latest magazine ISSUE
Bird watching june 2018
Our latest issue is packed with great articles to help you bird better.
- Sensational seabirds: where to see Gannets, Puffins, Razorbills and more!
- Dominic Couzens on Spotted Flycatcher
- Take a close look at Britain's smallest raptor, the Merlin
- Test your ID skills on coastal species
- Raptor watching in Eilat
APOLOGY – WEAVER’S HILL GO BIRDING
The Go Birding site guide for Weaver’s Hill, Herefordshire, which appeared in the December 2017 issue of Bird Watching (P61), contained inaccurate information.
We would like to apologise to the Mynde Park Estate for the inconvenience caused, and to point out the following:
- There is NO access to the country house and garden; these are strictly private property and are NOT open to the public.
- The route marked on the map should be ignored; the only public footpath is the Herefordshire Trail (the red dotted line interspersed with diamonds that runs east-west. Please do not leave the Herefordshire Trail to birdwatch.
We will be providing the Estate with nestboxes and feeders as recompense. A corrected version of the guide is available.
What to look for, NOW!
every week we'll highlight what to look for when you're out birding.
This week it's: Arctic Tern
Now is the time that glorious Arctic terns pass through the country on their way to their northern breeding grounds. They frequently turn up at inland sites during the last couple of weeks of April and into May; often in flocks of tens of birds, but even sometimes hundreds of individuals, usually leaving the same evening. Unlike many passage migrants, they often turn up at sits in the middle of the day or afternoon or early evening (rather than the early morning). But how do you tell Arctic Terns from the very similar Common Terns, which often breed at inland sites and are present throughout the summer. Here are the key things to look for when trying to pick out Arctics (note the differences can be subtle and refer to flying birds):
Wing pattern: Arctic terns have pale wings which often look 'translucent', especially in the longer wing feathers (primaries). Common Terns have a smudgy grey wedge in the primaries, particularly clear from above. Arctics have a fine, thin black line on the primaries' trailing edge; Commons have a broader, smudgier line there.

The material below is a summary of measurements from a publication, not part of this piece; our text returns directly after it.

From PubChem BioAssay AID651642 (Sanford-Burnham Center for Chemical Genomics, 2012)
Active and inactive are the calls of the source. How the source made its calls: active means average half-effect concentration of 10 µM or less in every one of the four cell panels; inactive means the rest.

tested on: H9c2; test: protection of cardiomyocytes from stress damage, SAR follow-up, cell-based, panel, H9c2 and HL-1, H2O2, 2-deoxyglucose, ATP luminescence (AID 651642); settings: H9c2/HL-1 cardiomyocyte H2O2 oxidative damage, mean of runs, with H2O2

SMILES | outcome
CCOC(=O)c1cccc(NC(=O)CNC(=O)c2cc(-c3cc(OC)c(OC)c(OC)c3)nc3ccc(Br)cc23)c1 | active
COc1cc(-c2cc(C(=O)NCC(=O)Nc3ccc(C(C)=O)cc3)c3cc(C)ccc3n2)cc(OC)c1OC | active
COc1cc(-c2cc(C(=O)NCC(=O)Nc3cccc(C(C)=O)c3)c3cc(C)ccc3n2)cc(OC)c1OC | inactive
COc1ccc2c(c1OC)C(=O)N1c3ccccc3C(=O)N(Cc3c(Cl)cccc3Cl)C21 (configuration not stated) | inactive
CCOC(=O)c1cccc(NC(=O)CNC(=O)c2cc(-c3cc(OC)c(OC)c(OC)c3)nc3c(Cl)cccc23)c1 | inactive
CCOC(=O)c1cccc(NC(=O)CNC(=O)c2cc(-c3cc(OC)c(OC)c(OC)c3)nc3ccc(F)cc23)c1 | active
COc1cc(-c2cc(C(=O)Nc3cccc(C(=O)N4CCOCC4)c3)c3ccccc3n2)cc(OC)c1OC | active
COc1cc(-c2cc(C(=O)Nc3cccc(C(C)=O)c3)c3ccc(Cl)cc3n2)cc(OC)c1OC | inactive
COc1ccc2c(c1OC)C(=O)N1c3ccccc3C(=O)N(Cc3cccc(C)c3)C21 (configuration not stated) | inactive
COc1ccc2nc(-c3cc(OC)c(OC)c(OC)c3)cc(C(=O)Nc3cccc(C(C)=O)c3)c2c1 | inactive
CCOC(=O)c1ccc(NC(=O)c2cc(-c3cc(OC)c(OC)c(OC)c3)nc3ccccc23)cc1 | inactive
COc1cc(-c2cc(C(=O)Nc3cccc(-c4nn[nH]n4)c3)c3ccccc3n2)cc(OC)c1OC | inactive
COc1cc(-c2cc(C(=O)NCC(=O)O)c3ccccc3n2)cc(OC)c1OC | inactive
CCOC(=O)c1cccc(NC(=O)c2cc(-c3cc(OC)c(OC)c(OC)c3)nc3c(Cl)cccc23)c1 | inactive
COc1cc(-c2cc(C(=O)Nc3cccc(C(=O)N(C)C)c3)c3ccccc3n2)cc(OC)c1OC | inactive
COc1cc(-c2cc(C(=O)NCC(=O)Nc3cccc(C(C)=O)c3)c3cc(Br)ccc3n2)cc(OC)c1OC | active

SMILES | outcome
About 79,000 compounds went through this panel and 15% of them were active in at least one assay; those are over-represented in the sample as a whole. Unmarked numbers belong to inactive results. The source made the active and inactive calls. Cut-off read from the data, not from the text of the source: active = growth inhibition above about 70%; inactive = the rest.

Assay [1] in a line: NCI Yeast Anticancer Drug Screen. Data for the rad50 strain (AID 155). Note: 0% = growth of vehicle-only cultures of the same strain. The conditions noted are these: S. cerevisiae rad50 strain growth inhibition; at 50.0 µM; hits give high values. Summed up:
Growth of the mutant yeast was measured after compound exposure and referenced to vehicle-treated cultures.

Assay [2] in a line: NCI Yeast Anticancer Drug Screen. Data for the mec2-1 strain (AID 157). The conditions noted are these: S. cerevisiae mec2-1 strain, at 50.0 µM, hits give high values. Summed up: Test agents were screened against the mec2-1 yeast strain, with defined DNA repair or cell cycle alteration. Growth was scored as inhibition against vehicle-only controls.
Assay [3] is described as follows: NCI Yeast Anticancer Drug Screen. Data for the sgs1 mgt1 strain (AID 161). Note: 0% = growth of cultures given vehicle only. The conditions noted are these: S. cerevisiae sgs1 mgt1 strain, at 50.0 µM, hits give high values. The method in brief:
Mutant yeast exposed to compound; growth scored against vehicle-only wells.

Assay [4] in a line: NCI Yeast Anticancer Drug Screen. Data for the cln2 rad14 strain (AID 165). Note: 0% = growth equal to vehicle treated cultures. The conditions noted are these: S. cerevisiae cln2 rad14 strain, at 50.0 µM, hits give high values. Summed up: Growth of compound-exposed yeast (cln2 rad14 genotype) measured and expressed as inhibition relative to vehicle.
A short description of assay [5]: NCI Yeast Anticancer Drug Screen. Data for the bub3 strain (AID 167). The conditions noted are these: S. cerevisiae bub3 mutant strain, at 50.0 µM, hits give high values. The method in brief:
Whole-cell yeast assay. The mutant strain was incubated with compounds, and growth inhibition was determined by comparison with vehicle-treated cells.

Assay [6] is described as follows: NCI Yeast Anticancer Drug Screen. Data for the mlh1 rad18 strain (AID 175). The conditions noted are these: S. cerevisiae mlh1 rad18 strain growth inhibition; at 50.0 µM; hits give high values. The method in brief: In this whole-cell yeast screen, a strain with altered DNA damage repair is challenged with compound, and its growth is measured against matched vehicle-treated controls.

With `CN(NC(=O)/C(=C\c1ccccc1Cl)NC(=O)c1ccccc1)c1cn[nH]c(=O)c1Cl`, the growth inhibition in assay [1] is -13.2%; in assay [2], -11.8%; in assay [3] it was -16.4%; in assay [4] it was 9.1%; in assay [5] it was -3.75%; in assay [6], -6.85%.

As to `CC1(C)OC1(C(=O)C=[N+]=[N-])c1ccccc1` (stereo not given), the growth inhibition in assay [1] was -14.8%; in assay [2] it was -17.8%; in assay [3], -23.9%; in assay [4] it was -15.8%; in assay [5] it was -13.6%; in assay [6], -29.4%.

Structure: Arctic Terns have very long tail streamers, which almost seem disjointed from the rest of the tail. They drag so far behind that in order to balance, the wings seem set much further forward, giving a short-necked appearance. Commons usually have have shorter tails and wings which seem further back, giving a longer necked appearance.
Flight style: Arctic Terns are birds of great grace and beauty, which, on passage at inland sites, specialise in swooping down to pick insects from the surface of water; on diving the tail is spread and the streamers spread still further. Common Terns have a much more powerful flight style, with a powerful flick of the 'wrist', and though they will also pick insects, they do it with less finesse.
Bill: Arctic Terns have shortish, deep blood-red bills without an obvious black tip. Common Tern bills are notably longer and usually brighter orange-red with a clear black tip.
Images by Mike Weedon
message from the editor...
Welcome to Bird Watching, the UK’s best-selling bird magazine. Every issue is packed with ideas, tips, advice, news and reviews, including binoculars and scopes, for anyone with an interest in wild birds, whether they simply enjoy watching their garden birds, or prefer to travel the country and world in search of more unusual species. Our mission is to inspire you to enjoy the world of wildlife that starts right outside your back door. Find out more and sign up to our annual birding challenge #My200BirdYear here.